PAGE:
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I have a time series of raster images for a study area that have been processed to a binary classification (inundated/not inundated). Each image in the series is time-stamped and can be associated with a specific water level in the study area that's expected to predict what cells are inundated.

I want to generate a model that allows me to interpolate/estimate inundation extent at any given water level. Traditional inundation models (e.g., "flooding" a DEM) are not an option because there is relatively little topographic relief in the study area and DEM data do not have sufficient vertical resolution.

Extensive searching for some kind of applicable modelling approach has proved unfruitful. Conceptually, I think of modeling each cell of the raster as a logistic model against gage height. This is clearly not reasonable, as it treats each cell as independent and ignores the certain spatial correlation in the data. It will also be quite unwieldy to fit hundreds of thousands of models... :)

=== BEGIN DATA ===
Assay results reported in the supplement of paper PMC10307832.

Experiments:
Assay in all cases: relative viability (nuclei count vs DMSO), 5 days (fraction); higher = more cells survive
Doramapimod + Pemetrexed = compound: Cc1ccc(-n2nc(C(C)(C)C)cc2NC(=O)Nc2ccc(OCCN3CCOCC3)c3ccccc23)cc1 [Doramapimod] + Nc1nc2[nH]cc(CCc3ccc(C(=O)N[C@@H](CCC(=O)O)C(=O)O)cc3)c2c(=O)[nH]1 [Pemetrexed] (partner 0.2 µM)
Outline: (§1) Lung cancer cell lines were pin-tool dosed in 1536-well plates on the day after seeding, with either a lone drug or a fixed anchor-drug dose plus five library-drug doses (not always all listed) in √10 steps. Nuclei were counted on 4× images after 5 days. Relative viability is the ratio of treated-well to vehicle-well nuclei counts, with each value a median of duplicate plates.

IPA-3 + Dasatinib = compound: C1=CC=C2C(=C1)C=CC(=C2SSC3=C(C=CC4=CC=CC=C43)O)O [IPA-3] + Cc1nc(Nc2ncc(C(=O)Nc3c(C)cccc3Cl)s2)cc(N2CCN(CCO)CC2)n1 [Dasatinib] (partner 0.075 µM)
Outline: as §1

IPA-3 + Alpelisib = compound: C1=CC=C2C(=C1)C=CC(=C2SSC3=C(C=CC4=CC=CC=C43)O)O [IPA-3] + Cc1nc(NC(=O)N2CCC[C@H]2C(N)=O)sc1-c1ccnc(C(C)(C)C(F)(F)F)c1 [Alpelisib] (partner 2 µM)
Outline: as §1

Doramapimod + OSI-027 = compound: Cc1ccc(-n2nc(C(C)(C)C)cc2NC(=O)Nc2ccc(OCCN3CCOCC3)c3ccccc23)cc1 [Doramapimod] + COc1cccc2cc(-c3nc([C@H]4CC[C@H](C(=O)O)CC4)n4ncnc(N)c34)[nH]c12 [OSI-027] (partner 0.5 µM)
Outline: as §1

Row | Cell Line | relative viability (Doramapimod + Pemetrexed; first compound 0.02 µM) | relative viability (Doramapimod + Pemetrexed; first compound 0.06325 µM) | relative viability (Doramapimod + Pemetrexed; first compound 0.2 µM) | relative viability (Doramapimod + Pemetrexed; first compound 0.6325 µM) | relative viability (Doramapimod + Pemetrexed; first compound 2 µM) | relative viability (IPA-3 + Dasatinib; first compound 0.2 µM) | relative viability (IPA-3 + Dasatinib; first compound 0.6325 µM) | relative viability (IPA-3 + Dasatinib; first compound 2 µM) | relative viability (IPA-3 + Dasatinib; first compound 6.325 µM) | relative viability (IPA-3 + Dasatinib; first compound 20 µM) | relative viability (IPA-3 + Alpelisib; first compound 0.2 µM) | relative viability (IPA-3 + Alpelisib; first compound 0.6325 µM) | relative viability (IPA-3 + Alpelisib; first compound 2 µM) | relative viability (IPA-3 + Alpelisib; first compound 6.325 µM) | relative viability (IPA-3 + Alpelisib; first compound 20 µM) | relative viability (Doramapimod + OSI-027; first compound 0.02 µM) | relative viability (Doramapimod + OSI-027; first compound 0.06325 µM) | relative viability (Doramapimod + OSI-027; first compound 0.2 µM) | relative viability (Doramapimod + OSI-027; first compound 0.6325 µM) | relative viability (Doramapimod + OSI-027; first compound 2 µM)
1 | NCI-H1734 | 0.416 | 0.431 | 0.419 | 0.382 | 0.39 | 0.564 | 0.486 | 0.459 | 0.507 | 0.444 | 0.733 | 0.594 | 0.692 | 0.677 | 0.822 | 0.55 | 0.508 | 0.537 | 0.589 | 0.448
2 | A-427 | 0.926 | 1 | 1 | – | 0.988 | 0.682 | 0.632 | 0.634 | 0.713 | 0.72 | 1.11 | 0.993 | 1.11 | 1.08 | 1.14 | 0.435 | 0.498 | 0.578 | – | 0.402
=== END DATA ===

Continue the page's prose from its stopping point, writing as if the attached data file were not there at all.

I know I'm missing an obvious answer here. Can anyone send me towards an applicable method?

  • I am not sure if it could be the right approach but instead of doing a regular logistic regression you could do a Generalized Linear Mixed Model (GLMM) which can incorporate random intercepts and account for the spatial correlation. Furthermore, you could explore Random Forests which apparently are not affected by correlation. Check stats.stackexchange.com/questions/83628/… – Marcelo Villa Jun 5 at 16:15
  • The answer that you linked is not entirely correct. While it is not effected by parametric assumptions, high degrees of autocorrelation can bias the bootstrap and cause overfit. This is due to non-homogeneity in the bootstrap replicates causing correlation in the ensemble. – Jeffrey Evans Jun 5 at 17:15
  • Thanks. I'm not sure about the RF approach. My initial thought was to try a spatial GAM (e.g., here) that modeled inundation as a function of an x-y smooth and its interaction with gage height, but I don't know if it would bog down under the dense data. – adamdsmith Jun 5 at 22:58

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